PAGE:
As always, I invite your comments. Ciao!
French film-maker Patrick Jean resurrects 80's games and takes over the world. More news at 6:00.
In honour of all you nostalgic souls out there, here is a video to lighten your melancholy mood. I caught wind of this short movie over at Ain't It Cool News. It's a very clever "What if" disaster film called "PIXELS" that serves up a tasty tribute to retro gaming's greatest icons and development studios. Running a terse 2:34, it's a delicious treat for people like me who recall the 80's -- and 80's gaming, in particular -- fondly. (Wow, two food metaphors in a row... I must be hungry.)
Enjoy, and try to see if you can name all of the gaming allusions. There are just so many, and some of them are hidden, so you might need to keep your finger on the pause button. Triple bonus nostalgia points if you can tell me what inspired the style of the special One More Production logo at the beginning of the clip. I recognized it instantly. (Hint: the answer is hidden in the film itself.)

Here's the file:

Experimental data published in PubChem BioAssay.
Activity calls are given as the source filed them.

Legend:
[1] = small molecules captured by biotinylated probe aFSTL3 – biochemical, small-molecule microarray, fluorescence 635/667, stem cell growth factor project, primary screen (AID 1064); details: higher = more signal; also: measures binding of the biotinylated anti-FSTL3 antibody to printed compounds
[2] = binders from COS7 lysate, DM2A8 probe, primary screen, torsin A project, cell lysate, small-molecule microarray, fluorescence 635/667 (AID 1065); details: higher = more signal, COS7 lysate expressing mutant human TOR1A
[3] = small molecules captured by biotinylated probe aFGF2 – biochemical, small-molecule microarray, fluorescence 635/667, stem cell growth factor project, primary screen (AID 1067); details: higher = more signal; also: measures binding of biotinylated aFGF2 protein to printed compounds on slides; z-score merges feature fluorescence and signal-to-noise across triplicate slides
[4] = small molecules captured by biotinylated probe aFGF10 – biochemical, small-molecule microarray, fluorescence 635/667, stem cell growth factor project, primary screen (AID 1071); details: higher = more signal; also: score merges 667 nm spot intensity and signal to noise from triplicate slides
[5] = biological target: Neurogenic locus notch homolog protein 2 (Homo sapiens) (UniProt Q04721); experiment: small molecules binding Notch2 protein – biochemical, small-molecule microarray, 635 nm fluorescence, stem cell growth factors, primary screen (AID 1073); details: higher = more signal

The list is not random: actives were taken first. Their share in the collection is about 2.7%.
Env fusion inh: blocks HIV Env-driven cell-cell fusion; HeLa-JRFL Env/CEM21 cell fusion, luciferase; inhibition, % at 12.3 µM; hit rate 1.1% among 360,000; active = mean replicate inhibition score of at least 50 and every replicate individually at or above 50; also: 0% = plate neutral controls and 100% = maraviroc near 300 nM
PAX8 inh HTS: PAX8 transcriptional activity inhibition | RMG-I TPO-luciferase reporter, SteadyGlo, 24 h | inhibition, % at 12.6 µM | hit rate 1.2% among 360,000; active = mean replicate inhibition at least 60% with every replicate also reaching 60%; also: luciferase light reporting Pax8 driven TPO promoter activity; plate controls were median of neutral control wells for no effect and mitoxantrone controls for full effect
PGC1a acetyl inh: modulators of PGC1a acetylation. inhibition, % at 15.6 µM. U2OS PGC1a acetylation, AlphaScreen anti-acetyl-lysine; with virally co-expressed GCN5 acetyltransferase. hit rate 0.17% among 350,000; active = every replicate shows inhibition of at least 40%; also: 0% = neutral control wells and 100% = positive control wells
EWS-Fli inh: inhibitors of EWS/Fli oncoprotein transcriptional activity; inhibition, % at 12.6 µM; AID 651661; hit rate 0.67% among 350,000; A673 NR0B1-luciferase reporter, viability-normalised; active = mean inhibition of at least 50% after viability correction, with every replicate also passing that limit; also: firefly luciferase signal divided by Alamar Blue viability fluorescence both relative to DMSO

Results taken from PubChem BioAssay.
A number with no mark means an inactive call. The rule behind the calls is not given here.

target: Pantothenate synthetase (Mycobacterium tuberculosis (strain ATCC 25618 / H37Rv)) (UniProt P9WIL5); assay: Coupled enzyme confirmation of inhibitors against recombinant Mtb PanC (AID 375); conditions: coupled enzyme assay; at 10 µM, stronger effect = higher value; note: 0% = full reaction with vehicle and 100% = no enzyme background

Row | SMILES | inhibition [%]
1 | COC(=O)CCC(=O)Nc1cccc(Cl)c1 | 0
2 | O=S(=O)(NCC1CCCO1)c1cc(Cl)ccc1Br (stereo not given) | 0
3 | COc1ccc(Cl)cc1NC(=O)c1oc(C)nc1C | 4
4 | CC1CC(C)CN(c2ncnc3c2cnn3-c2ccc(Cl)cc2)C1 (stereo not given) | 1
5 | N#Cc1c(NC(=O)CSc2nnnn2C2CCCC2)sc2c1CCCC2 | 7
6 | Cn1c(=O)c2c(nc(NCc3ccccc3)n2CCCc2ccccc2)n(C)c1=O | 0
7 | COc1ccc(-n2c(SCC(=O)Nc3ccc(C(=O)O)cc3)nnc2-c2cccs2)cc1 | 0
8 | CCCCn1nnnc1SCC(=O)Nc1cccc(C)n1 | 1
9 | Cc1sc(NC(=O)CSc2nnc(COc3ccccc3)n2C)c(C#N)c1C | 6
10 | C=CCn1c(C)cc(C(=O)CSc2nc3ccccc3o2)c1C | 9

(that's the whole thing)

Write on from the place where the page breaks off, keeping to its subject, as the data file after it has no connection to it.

For fun, I welcome you to post your favourite 80's video game in the comments section. Don't hold back, I just know you have one!
Not content to just block the Flash Player, Apple leaves the safe confines of its previous excuses to ban cross-compiled Actionscript from iPhones.
As reported all over the Flash platform blogosphere, Apple has just changed their iPhone Developer Program License Agreement which applies to all iDevices (i.e. iPhone/iPod/iPad). This change, which targets any code not originally written in an Apple-approved language has effectively killed the idea of cross-compiled Actionscript making it onto the App Store... smothering Flash CS5's flagship feature in the crib mere days before its release.
That's not what we generally call "playing well with others".
The Smoking Gun
Here is the offending text:
It's My Party (And I'll License You If I Want To)
Here, to add to the many other voices out there, are my thoughts on this whole unfortunate dust-up:
- Apple's official defense of blocking Flash on iDevices has been that they are looking out for their consumers by attempting to guarantee a minimal level of consistent performance on what are not very powerful devices. I call this the "It's for the children" defense: as long as the ends are all sunshine and roses, it doesn't matter what underhanded things you are actually doing.